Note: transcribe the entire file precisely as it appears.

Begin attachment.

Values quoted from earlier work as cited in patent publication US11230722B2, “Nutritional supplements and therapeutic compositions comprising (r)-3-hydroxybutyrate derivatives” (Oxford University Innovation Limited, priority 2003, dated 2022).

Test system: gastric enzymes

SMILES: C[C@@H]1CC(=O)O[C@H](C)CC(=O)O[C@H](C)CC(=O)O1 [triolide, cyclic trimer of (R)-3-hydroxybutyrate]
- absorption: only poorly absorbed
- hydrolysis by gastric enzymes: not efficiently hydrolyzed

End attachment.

Values quoted from earlier work as cited in patent publication US11230722B2, “Nutritional supplements and therapeutic compositions comprising (r)-3-hydroxybutyrate derivatives” (Oxford University Innovation Limited, priority 2003, dated 2022).

Test system: gastric enzymes

SMILES: C[C@@H]1CC(=O)O[C@H](C)CC(=O)O[C@H](C)CC(=O)O1 [triolide, cyclic trimer of (R)-3-hydroxybutyrate]
- absorption: only poorly absorbed
- hydrolysis by gastric enzymes: not efficiently hydrolyzed